'The Block VIII': Unboxing your box

MUMBAI: Unboxing oneself and getting out of the rut and mundane activities of life was a key message this Friday. Ways of getting away from conventional and routine advertising and beating the clutter just about sums up the essence of what The Block VIII covered.

Thus acclaimed Lemon Communications CEO Ravi Deshpande introduced session eight of 'The Block' - the 10 session creative workshop hosted by the Advertising Agencies Association of India (AAAI).

With a brilliant presentation at his disposal, Deshpande was pleasantly surprising with his well researched and well prepared session. With the prime focus being how to unbox ones self, he called attention to various syndrome that advertising as a profession faces and talked about how to overcome it.

Defining the box, the box essentially is a state of mind that makes you think within your limits, one that enables you to make safe decisions and is an environment which is comfortable and secure and hence one attains a comfort level.

Describing traps that one walks into knowingly or unknowingly as syndromes, he went on to talk about the various syndromes of advertising.

Category Syndrome:

This is a syndrome where a car ad looks like a car ad, a bank ad looks like a bank ad and a shampoo ad looks like shampoo ad. So essentially the concept is the category, and hence most often than not the ad is decided even before the brief is written. Unknowingly we produce work that comes out of the category advertising formula.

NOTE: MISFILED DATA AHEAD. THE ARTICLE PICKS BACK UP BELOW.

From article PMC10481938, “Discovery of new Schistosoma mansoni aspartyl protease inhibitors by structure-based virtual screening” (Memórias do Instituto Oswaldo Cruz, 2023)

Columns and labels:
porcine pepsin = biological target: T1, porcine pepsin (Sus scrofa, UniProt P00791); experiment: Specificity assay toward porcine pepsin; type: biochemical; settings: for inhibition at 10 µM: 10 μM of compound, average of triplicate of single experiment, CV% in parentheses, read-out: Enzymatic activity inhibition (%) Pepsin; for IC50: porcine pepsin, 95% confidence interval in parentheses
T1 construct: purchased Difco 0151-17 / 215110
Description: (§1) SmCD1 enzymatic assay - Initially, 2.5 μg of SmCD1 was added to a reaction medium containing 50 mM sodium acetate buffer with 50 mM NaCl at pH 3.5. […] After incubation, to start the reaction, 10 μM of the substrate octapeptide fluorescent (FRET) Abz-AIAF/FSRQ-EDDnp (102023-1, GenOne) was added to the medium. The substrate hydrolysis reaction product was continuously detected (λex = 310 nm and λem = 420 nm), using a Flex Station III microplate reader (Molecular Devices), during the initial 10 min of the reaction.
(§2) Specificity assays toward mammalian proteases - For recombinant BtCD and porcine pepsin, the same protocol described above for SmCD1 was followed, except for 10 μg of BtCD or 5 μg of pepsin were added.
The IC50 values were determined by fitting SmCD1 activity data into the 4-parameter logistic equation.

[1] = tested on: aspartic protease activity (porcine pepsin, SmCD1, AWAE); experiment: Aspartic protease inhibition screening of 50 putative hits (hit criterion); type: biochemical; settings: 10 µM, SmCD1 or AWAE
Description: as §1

Another key message; " Blend in if you don't want to get eaten and stand out if you don't want to attract a mate."

So, how does one get out of the box?

Get away from ads in that category in a responsible manner. Away from the predictability and strive to become more anti-category.

Music Syndrome:

Often the music replaces the idea of the ad. Jingles and happy images seem to mistaken for advertising. Music can only enhance the idea not replace the idea. Eg: Hutch ( Dog ad), Lucky magazine ( mannequin)

Scream Syndrome:

Common belief: Make your ads scream and you'll get the consumers attention, instead you get your consumer to reduce the volume. ]

Funny Syndrome:

Most Indians are obsessed with writing funny ads. That is surprising as genetically Indians are not funny people. Hence, this obsession with writing funny copies is truly funny. So here the key learning was "Avoid humour unless you are 100 per cent sure. What is funny to you may not be funny to the millions of others. Don't set out to be funny, set out to be interesting and fun will follow."

Celebrity Syndrome:

Put a famous jock in an ad and the brand will sell is the most celebrated myth in the Indian advertising scenario. The only place it will work is when the celeb has a strong connect with the brand. For example: Aggasi or Tiger Woods for Nike and Beckham and Carlos for the Pepsi ad.

A point to be noted, "In times of recession, good agencies do better because advertising is more important, not less."

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